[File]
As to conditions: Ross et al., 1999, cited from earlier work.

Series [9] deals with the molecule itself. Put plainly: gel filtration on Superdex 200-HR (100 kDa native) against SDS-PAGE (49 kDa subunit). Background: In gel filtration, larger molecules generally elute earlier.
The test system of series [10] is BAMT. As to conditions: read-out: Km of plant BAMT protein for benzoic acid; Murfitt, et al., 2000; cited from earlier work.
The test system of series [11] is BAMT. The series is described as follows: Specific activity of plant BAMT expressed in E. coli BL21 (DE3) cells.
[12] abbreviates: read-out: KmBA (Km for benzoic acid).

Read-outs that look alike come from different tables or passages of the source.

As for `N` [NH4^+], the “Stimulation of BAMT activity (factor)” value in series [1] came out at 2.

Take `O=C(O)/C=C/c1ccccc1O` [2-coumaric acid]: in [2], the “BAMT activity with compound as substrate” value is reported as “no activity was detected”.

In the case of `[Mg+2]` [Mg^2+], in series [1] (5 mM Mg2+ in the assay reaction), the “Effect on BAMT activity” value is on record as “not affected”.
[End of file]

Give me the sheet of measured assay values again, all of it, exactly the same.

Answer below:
As to conditions: Ross et al., 1999, cited from earlier work.

Series [9] deals with the molecule itself. Put plainly: gel filtration on Superdex 200-HR (100 kDa native) against SDS-PAGE (49 kDa subunit). Background: In gel filtration, larger molecules generally elute earlier.
The test system of series [10] is BAMT. As to conditions: read-out: Km of plant BAMT protein for benzoic acid; Murfitt, et al., 2000; cited from earlier work.
The test system of series [11] is BAMT. The series is described as follows: Specific activity of plant BAMT expressed in E. coli BL21 (DE3) cells.
[12] abbreviates: read-out: KmBA (Km for benzoic acid).

Read-outs that look alike come from different tables or passages of the source.

As for `N` [NH4^+], the “Stimulation of BAMT activity (factor)” value in series [1] came out at 2.

Take `O=C(O)/C=C/c1ccccc1O` [2-coumaric acid]: in [2], the “BAMT activity with compound as substrate” value is reported as “no activity was detected”.

In the case of `[Mg+2]` [Mg^2+], in series [1] (5 mM Mg2+ in the assay reaction), the “Effect on BAMT activity” value is on record as “not affected”.